Based on operation/type: Group messages based on the operation or message type. This is useful for service traffic that contains messages that are distinctly identifiable either by operation or by the format's message type (i.e., the name of the element under the SOAP Body, the name of the root element in plain XML messages, or the message type of a specified message format). A responder is generated for each operation/type discovered within the traffic file.If you select this option, Virtualize will recommend grouping heuristics to apply, based on its analysis of the traffic file. You can change the pre-selected heuristics. To learn more about the heuristics, see Understanding Heuristics for Grouping by Operation - Type.
Based on similar responses: Group messages based on response message structure. This tells Virtualize to analyze the response message structures and group the request/response pairs into responders so that each responder will contain responses that have a similar structure. Messages are considered "similar" when they have an identical DOM tree model, even if they have different values.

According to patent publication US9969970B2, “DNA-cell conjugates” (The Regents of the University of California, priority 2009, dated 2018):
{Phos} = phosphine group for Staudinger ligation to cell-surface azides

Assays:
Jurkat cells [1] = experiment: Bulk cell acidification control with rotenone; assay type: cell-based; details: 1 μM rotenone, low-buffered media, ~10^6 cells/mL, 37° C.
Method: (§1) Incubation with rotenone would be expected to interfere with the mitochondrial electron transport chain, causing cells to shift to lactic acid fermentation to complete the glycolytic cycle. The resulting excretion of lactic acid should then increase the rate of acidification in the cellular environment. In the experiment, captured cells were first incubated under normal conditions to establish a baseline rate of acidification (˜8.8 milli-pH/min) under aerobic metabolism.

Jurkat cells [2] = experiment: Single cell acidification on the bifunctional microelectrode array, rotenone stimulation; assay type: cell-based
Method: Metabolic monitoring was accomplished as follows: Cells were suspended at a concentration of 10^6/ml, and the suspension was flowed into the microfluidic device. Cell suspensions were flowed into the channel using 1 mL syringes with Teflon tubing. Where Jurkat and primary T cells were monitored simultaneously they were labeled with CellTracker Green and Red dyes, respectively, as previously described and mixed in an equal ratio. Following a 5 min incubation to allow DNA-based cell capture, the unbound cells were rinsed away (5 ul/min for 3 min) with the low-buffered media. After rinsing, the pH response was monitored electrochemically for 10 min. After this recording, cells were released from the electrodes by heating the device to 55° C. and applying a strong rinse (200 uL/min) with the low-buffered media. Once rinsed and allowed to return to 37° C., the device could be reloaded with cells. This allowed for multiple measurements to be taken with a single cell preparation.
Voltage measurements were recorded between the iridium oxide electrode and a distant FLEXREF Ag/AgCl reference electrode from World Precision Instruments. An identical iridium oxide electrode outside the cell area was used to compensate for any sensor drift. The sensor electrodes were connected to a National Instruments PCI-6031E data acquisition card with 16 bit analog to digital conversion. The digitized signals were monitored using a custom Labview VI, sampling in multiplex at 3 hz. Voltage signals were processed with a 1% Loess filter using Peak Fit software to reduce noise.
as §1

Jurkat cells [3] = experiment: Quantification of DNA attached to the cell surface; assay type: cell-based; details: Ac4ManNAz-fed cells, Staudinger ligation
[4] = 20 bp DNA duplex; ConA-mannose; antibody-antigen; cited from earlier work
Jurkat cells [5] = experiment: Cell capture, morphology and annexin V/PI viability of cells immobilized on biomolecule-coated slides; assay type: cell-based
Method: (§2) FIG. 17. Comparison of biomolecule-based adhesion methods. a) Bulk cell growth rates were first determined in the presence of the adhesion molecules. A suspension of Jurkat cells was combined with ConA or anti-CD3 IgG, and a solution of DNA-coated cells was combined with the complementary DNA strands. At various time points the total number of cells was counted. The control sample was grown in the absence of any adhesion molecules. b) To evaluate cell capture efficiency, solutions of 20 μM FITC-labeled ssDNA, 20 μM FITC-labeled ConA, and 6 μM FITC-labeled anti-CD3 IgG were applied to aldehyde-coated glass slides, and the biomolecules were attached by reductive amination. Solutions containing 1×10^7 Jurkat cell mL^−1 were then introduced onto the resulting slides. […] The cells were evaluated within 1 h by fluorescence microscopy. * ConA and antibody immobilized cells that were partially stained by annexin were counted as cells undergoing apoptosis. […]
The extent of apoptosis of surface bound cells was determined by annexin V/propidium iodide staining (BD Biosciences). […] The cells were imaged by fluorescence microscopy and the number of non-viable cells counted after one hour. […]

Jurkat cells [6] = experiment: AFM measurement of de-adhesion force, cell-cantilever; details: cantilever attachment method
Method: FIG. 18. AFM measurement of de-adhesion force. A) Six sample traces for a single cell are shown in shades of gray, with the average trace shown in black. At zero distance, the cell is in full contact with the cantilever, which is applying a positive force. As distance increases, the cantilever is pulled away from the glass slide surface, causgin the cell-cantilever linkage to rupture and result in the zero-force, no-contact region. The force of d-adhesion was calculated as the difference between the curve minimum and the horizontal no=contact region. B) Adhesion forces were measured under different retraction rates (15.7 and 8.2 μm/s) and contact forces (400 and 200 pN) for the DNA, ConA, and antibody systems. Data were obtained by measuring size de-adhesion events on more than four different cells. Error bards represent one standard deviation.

None: No grouping. A responder is generated for each response message in the traffic file. Use this option if you want every request/response pair in separate Message Responders.
The correlation criteria will be processed in the order in which they appear in the table (from top to bottom).
URL paths and parameters will be parameterized against a field from the record type. The fields will have an automatically-generated name and will be visible in the Data Reuse page (later in the wizard).
For details on how these groupings were created, see Understanding Heuristics for Grouping by Operation - Type.
Add, modify, reorder, and remove grouping criteria using the available controls. See Customizing Grouping Criteria 1 for details on configuring grouping criteria in SOAtest.
See Customizing Grouping Criteria for details on configuring grouping criteria in Virtualize.
If you change the criteria, be sure to click Regroup before proceeding.
If all the Autoconfig boxes are checked and you want Virtualize to automatically configure Message Responders for the specified groups, you can skip this step.
If you want to perform any of the following tasks, disable Autoconfig for each message group you want to customize, click Next, then configure the request mapping as described in Customizing Request Matching and Correlations: